Officials await results of purchasing probe
Elected officials say they had no knowledge of the purchasing scam.
By PEGGY SINKOVICH
VINDICATOR TRUMBULL STAFF
WARREN -- The investigation into vendors involved with the Trumbull County purchasing probe is complete -- and it's up to a special prosecutor to determine if any elected officials had criminal responsibility.
Trumbull County commissioners and the county sheriff were aware of the scheme and they received the lion's share of kickbacks, the county's former maintenance director Tony Delmont has stated.
For at least three years, Delmont was buying maintenance and cleaning supplies in huge quantities and at exorbitant prices. Delmont pleaded guilty in May to bribery, money laundering and theft-in-office.
But the commissioners and the sheriff say they had no involvement or knowledge of the scheme, despite the numerous indictments and admissions by defendants that elected officials knew of the purchasing scam that cost taxpayers more than $1 million:
U"I had no idea and I don't know the salesmen that were involved, not at all," said Commissioner James Tsagaris.
UMichael O'Brien, former county commissioner and now Warren's mayor, said he too, was unaware. O'Brien noted that he may have met some of the sales people but did not accept any money or gifts. He said one of the vendors had bought tickets to a golf outing one time.
USheriff Thomas Altiere also said that he had no knowledge of and never met any of the sales people and that they didn't buy any of his fund-raising tickets.
UCommissioner Joseph Angelo refused to answer any questions related to the purchasing scandal. "Ask the prosecutor," Angelo said.
Angelo was subpoenaed twice to testify in front of a grand jury investigating the matter and both appearances were less than three minutes. O'Brien, Altiere and Tsagaris have also been subpoenaed to the grand jury -- all three were inside the grand jury for at least 30 minutes.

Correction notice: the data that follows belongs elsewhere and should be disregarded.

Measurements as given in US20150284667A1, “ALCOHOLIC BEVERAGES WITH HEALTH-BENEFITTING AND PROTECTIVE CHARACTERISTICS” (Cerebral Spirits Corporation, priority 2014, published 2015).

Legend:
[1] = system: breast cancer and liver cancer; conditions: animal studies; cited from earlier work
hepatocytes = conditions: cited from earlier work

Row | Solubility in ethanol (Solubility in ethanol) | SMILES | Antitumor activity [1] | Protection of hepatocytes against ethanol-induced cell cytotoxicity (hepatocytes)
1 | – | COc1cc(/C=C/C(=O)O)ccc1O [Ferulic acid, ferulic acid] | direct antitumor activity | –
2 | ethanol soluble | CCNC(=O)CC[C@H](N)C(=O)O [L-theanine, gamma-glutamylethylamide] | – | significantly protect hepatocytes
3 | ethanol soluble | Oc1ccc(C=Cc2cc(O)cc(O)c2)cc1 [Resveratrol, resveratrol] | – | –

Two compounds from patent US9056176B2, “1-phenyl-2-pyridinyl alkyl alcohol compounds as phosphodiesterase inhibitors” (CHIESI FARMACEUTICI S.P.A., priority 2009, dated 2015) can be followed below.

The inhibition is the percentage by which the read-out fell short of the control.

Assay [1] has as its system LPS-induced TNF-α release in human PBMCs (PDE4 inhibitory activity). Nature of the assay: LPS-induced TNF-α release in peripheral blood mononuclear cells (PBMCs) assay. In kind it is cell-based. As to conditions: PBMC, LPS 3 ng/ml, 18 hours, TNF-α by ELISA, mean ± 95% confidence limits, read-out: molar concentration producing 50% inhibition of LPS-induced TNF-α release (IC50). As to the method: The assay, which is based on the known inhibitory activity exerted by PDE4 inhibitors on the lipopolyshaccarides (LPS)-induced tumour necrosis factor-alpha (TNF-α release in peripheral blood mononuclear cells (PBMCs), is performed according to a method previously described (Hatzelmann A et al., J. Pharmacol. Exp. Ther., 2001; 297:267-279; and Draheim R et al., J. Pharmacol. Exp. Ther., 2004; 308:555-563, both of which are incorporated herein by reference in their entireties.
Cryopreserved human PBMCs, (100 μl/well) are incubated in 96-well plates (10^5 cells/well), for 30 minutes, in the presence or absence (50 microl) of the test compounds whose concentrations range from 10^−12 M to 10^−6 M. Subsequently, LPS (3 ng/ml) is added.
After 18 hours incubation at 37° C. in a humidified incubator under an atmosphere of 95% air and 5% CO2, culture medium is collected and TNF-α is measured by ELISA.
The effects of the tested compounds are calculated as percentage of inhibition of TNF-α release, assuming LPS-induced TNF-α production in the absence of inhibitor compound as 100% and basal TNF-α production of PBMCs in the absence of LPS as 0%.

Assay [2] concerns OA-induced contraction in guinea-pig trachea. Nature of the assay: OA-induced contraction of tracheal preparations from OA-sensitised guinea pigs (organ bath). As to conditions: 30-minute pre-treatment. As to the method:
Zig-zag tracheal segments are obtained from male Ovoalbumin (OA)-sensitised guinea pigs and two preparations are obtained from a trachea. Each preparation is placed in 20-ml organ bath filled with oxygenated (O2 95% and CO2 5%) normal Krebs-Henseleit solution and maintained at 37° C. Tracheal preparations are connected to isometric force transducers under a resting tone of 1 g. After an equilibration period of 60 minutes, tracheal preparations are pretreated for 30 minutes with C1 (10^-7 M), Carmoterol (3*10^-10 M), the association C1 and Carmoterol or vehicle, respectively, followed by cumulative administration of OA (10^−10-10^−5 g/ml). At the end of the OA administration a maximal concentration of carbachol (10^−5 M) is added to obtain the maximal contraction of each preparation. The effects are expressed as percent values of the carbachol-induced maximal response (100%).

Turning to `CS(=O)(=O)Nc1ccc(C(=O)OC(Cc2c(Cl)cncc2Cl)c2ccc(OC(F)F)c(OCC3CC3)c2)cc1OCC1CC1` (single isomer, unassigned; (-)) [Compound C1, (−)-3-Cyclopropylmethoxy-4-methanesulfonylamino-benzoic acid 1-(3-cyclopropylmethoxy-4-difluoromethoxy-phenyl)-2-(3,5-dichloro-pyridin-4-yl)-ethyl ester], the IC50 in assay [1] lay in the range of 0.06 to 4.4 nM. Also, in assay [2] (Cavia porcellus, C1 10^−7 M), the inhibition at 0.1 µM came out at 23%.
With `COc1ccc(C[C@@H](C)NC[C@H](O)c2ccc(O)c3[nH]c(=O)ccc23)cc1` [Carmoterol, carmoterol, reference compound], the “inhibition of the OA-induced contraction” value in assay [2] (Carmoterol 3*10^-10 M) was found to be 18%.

Because grand jury proceedings are secret, it is not known what was said.
The special county grand jury has indicted eight people. Out of the eight, six either worked for or owned janitorial companies that sold goods to the county.
In a three-page affidavit on file in Trumbull County Common Pleas court, Delmont says he gave $50,000 to elected officials, as well as sporting event tickets, electronics equipment and other gifts. He also contended that all his actions were at the specific direction of the commissioners and/or the sheriff.
During the period in question, Altiere was county sheriff, and O'Brien, Tsagaris and Angelo were commissioners. For the years 1999, 2000 and 2001, the county paid about $570,000 each year for janitorial supplies.
Since the scam has been stopped, the county is paying about $83,000 for supplies, officials said.
For the past two years, Trumbull County prosecutors and officials with the state attorney general's office and the state auditor's office have been poring over thousands of documents, including purchase orders and bank statements, to get to the bottom of the scandal.
"This office's inquiry into the various vendors involving criminal activity has for the most part been concluded," Prosecutor Dennis Watkins said.
He noted that two of the vendors have pleaded guilty. The other cases are pending.
Because of information gathered during the past 24 months, Watkins has asked Victor Vigluicci, Portage County prosecutor, to take over the probe.
The Vindicator began publishing stories about excessive prices for cleaning supplies and shoddy bookkeeping in the maintenance department in August 2002. Shortly afterward, Watkins launched an investigation and asked the state Bureau of Criminal Identification and Investigation and the state auditor's office for assistance.